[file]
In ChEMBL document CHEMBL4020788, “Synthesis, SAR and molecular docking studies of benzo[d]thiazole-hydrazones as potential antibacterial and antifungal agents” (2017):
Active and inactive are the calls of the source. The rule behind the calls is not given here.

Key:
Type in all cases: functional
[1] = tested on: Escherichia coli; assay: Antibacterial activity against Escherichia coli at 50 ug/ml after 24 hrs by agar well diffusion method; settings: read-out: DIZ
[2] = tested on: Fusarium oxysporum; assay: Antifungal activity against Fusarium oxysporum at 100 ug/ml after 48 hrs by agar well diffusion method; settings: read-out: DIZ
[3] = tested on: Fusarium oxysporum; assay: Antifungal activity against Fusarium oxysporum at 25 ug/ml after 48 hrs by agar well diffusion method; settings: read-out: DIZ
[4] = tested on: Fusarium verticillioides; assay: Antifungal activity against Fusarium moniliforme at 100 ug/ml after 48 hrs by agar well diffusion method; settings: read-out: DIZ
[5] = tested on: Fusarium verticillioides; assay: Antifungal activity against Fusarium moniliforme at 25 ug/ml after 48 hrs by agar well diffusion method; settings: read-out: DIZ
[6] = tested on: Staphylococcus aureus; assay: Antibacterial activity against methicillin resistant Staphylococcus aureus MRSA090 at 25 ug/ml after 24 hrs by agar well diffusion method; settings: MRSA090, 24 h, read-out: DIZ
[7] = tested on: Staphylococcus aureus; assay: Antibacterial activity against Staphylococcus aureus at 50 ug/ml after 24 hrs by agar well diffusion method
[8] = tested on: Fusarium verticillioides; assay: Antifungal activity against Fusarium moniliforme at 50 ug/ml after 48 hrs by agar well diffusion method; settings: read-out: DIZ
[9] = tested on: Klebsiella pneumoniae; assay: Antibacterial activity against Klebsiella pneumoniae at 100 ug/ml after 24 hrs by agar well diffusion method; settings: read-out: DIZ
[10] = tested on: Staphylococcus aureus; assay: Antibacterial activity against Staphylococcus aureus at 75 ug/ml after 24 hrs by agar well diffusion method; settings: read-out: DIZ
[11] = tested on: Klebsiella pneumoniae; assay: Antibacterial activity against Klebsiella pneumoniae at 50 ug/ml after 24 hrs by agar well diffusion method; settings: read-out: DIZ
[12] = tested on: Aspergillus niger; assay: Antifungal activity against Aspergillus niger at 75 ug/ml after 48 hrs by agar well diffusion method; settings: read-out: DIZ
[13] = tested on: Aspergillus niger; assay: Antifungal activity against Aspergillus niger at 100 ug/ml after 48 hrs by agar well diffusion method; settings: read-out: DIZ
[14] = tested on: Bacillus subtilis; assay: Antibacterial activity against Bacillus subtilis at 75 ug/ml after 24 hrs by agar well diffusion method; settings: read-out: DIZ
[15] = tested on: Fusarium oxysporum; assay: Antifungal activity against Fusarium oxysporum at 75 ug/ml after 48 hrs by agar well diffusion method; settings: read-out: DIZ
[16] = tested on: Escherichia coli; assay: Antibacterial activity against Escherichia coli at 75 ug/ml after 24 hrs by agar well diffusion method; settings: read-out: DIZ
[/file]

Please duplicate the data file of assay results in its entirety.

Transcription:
In ChEMBL document CHEMBL4020788, “Synthesis, SAR and molecular docking studies of benzo[d]thiazole-hydrazones as potential antibacterial and antifungal agents” (2017):
Active and inactive are the calls of the source. The rule behind the calls is not given here.

Key:
Type in all cases: functional
[1] = tested on: Escherichia coli; assay: Antibacterial activity against Escherichia coli at 50 ug/ml after 24 hrs by agar well diffusion method; settings: read-out: DIZ
[2] = tested on: Fusarium oxysporum; assay: Antifungal activity against Fusarium oxysporum at 100 ug/ml after 48 hrs by agar well diffusion method; settings: read-out: DIZ
[3] = tested on: Fusarium oxysporum; assay: Antifungal activity against Fusarium oxysporum at 25 ug/ml after 48 hrs by agar well diffusion method; settings: read-out: DIZ
[4] = tested on: Fusarium verticillioides; assay: Antifungal activity against Fusarium moniliforme at 100 ug/ml after 48 hrs by agar well diffusion method; settings: read-out: DIZ
[5] = tested on: Fusarium verticillioides; assay: Antifungal activity against Fusarium moniliforme at 25 ug/ml after 48 hrs by agar well diffusion method; settings: read-out: DIZ
[6] = tested on: Staphylococcus aureus; assay: Antibacterial activity against methicillin resistant Staphylococcus aureus MRSA090 at 25 ug/ml after 24 hrs by agar well diffusion method; settings: MRSA090, 24 h, read-out: DIZ
[7] = tested on: Staphylococcus aureus; assay: Antibacterial activity against Staphylococcus aureus at 50 ug/ml after 24 hrs by agar well diffusion method
[8] = tested on: Fusarium verticillioides; assay: Antifungal activity against Fusarium moniliforme at 50 ug/ml after 48 hrs by agar well diffusion method; settings: read-out: DIZ
[9] = tested on: Klebsiella pneumoniae; assay: Antibacterial activity against Klebsiella pneumoniae at 100 ug/ml after 24 hrs by agar well diffusion method; settings: read-out: DIZ
[10] = tested on: Staphylococcus aureus; assay: Antibacterial activity against Staphylococcus aureus at 75 ug/ml after 24 hrs by agar well diffusion method; settings: read-out: DIZ
[11] = tested on: Klebsiella pneumoniae; assay: Antibacterial activity against Klebsiella pneumoniae at 50 ug/ml after 24 hrs by agar well diffusion method; settings: read-out: DIZ
[12] = tested on: Aspergillus niger; assay: Antifungal activity against Aspergillus niger at 75 ug/ml after 48 hrs by agar well diffusion method; settings: read-out: DIZ
[13] = tested on: Aspergillus niger; assay: Antifungal activity against Aspergillus niger at 100 ug/ml after 48 hrs by agar well diffusion method; settings: read-out: DIZ
[14] = tested on: Bacillus subtilis; assay: Antibacterial activity against Bacillus subtilis at 75 ug/ml after 24 hrs by agar well diffusion method; settings: read-out: DIZ
[15] = tested on: Fusarium oxysporum; assay: Antifungal activity against Fusarium oxysporum at 75 ug/ml after 48 hrs by agar well diffusion method; settings: read-out: DIZ
[16] = tested on: Escherichia coli; assay: Antibacterial activity against Escherichia coli at 75 ug/ml after 24 hrs by agar well diffusion method; settings: read-out: DIZ